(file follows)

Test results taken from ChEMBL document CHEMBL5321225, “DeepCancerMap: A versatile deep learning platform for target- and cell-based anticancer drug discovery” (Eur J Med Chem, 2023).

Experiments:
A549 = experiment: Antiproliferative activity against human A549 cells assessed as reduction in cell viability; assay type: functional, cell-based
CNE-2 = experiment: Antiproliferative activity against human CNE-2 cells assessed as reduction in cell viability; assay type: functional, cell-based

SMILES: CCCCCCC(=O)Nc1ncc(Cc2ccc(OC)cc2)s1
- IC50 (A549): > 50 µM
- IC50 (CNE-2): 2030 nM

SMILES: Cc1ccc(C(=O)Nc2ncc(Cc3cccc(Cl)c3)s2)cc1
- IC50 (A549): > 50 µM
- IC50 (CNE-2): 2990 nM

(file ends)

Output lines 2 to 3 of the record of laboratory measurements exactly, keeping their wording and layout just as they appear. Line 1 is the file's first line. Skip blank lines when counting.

Experiments:
A549 = experiment: Antiproliferative activity against human A549 cells assessed as reduction in cell viability; assay type: functional, cell-based